Today’s election in Venezuela is vitally important, and almost everyone expects a relatively close result (at this hour, as the polls close, both sides say the are expecting victory based on exit polls.) Anyone concerned about social justice should be hoping for Hugo Chavez to win against challenger Enrique Capriles. 

Despite its many contradictions, shortcomings and problems, the ‘Bolivarian Revolution’ has unarguably changed Venezuela and all of Latin America for the better. A defeat for Chavez today would be a defeat for the left the world over. A defeat for Chavez would be a victory for neo-liberalism and imperialism, twin evils that have been significantly pushed back across Latin America in recent years. 

I would hope this would be a rather uncontroversial assessment of what’s at stake in this election, but then the world sees Venezuela mostly through the distorted lenses of mainstream media. If not outrightly hostile, coverage tends to omit crucial facts and context. 

The Globe and Mail‘s article previewing today’s presidential election in Venezuela is typical of most mainstream press coverage in North America. Despite a word count of 950, the words “coup d’etat” are absent. 

It’s impossible to understand what’s at stake today without reference to the coup d’etat that briefly toppled Chavez on April 11, 2002. In one of the most stunning and inspiring turnarounds in modern political history, the people of Venezuela intervened to defeat the coup. (The documentary The Revolution Will Not Be Televised tells this remarkable story, explaining the central role private media manipulation and lies played in making the coup happen.) 

The past decade might have turned out quite differently in Latin America if Chavez had been killed and ‘el proceso’ of political and economic change cut tragically short. The pink tide that swept progressive governments into power in country after country and allowed for real gains to be made by social movements might have receded quickly. Institutions like ALBA that have united Latin America and demonstrated a concrete alternative to neoliberal ‘trade’ agreements and investment regimes would never have gotten off the ground. 

The Globe and Mail piece, it’s worth noting, also doesn’t mention the 2009 coup against Chavez’s Honduran ally Manuel Zelaya and this year’s “constitutional coup” against Fernando Lugo in Paraguay — both these governments were members of ALBA. 

For further reading on today’s election, I would suggest this piece in The Bullet, in which Steve Ellner explains that a Chavez win would provide a mandate for deeper political and social change: 

 A Chávez victory in October will mean further deepening of change in Venezuela. New expropriations will create a mixed economy in important sectors stimulating competition between public and private companies. Chávez’s proposals for 2013-2019 call for state incursions into commerce and transport, to the detriment of middlemen, through the creation of ‘centres of local distribution for the sale and direct distribution of products.’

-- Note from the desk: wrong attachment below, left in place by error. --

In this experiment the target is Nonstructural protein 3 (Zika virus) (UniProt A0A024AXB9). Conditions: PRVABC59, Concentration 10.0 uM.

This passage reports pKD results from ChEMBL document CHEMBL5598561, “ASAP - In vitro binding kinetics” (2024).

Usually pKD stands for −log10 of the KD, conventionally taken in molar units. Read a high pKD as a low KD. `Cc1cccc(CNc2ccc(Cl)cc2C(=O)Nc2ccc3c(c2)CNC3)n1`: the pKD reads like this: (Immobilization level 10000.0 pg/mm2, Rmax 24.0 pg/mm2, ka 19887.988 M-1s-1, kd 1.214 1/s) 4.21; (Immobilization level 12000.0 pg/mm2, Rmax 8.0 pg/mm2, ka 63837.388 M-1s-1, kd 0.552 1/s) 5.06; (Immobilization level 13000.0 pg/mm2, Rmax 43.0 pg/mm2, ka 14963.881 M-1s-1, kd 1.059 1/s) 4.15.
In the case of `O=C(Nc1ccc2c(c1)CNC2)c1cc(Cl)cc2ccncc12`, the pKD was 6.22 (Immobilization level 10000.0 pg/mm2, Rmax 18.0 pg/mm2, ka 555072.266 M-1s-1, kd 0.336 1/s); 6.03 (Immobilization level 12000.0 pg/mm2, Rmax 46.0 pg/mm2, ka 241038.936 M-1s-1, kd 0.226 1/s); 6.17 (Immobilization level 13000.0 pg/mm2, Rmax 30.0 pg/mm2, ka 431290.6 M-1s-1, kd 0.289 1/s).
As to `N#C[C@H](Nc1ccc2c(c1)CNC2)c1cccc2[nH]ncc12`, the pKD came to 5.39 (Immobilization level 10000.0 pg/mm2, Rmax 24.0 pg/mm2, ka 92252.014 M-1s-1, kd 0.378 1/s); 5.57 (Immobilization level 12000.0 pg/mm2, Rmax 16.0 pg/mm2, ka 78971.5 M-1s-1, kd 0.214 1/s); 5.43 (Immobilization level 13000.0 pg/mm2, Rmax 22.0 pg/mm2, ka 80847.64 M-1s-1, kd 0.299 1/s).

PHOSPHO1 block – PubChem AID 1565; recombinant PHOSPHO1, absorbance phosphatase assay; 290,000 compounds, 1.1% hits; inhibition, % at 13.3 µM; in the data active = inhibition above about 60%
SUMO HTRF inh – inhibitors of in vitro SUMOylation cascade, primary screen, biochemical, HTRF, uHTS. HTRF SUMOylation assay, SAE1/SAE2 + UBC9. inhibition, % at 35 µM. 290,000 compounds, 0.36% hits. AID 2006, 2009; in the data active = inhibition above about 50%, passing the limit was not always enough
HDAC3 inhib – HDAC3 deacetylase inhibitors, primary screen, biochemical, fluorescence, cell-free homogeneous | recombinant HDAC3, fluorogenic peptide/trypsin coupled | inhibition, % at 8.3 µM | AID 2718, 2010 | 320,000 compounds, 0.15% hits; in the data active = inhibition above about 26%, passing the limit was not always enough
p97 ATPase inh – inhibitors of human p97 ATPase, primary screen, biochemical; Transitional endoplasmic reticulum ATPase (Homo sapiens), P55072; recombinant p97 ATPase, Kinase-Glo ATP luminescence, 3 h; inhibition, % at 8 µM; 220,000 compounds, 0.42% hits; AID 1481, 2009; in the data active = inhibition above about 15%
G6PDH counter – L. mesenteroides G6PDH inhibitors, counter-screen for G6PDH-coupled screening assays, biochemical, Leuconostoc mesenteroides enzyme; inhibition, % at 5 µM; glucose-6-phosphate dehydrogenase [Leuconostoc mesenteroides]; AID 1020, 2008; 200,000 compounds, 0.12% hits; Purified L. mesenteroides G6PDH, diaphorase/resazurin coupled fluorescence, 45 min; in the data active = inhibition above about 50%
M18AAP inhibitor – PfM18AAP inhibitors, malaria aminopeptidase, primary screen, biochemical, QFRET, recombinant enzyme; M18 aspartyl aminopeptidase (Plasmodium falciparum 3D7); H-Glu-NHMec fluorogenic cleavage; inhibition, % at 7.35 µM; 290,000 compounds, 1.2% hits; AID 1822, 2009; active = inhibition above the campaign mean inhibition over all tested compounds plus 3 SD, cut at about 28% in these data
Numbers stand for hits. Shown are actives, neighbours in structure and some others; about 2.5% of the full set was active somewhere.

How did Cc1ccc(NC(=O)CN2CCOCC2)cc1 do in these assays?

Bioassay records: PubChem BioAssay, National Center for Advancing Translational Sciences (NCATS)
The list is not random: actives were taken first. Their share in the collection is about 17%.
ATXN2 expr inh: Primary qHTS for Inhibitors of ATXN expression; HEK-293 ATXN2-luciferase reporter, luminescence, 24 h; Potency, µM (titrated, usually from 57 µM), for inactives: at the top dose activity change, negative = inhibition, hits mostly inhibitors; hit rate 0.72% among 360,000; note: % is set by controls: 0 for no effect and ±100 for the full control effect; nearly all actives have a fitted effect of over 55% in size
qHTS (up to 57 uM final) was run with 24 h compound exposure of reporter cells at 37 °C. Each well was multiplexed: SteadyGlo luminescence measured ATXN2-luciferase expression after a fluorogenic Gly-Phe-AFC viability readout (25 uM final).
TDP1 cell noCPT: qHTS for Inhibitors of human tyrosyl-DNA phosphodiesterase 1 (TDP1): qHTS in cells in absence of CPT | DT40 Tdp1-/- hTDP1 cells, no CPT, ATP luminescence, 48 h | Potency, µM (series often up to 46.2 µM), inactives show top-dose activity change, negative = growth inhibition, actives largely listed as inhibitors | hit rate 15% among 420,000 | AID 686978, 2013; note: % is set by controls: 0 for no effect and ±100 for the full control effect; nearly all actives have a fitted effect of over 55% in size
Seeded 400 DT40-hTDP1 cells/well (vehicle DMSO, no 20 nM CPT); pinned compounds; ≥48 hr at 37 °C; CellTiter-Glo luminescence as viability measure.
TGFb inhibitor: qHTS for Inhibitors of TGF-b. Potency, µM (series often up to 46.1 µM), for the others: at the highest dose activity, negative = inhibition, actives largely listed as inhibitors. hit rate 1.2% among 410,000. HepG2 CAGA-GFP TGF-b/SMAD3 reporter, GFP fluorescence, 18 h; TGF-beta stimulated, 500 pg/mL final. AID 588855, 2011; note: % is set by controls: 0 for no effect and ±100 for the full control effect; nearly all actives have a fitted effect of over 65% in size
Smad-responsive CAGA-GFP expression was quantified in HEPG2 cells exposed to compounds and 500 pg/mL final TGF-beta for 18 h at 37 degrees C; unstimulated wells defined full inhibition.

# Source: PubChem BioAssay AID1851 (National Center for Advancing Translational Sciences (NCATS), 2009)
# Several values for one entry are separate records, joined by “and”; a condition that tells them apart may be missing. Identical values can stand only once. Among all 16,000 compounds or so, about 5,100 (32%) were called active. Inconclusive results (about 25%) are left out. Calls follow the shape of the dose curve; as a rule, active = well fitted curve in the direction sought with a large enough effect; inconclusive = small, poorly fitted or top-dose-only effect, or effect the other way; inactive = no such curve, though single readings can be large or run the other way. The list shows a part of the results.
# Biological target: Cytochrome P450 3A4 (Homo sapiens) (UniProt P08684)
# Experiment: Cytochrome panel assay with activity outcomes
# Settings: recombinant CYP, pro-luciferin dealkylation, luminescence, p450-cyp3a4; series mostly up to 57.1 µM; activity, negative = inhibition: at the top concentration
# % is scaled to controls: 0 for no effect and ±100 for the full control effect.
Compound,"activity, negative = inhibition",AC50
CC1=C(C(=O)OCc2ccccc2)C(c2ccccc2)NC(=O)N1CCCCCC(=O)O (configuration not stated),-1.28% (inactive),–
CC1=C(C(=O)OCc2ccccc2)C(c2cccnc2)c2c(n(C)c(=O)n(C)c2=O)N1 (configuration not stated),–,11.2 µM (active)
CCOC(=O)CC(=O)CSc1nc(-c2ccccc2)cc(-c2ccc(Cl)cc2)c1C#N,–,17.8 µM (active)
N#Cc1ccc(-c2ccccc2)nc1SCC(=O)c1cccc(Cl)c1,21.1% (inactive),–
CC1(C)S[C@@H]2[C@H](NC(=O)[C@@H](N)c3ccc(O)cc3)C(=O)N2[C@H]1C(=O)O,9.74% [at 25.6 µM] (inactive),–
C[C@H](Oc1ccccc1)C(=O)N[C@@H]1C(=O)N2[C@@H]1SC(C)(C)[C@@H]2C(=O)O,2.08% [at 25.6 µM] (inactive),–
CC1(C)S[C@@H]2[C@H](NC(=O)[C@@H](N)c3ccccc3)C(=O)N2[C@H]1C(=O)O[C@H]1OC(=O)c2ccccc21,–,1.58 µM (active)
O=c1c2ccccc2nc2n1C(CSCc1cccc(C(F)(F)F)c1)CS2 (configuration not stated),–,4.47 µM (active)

Another far-reaching goal outlined in Chávez’s electoral platform is the expansion of the power of community councils. Several hundred ‘communes in construction’ group a dozen or more community councils each to undertake projects covering a wide area, such as gas and water distribution. Chávez proposes to promote the creation of new communes to represent 68 per cent of the population. The communes are to be granted the same prerogatives as state and municipal governments, including budgeting, participation in state planning and, eventually, tax collection.

 A Chávez victory will feed into the ‘left tide’ in Latin America at a critical moment and will undermine U.S. influence.”

For historical context on the continental struggle for democracy and socialism, and an exploration of how past coups like the tragedy of Chile have influenced the contemporary left in Latin America, you can’t do better than this recent essay by Greg Grandin in the London Review of Books

On Twitter tonight, the highly polarized discussion is already buzzing. For the pro-Chavez line you won’t get in the mainstream, Eva Golinger (@EvaGolinger) is a prolific and influential source. Owen Jones (@OwenJones84) is a democratic socialist writer who observed today’s voting and is providing frequent updates as well. 





Derrick O'Keefe

Derrick O'Keefe

Derrick O'Keefe is a writer in Vancouver, B.C. He served as rabble.ca's editor from 2012 to 2013 and from 2008 to 2009.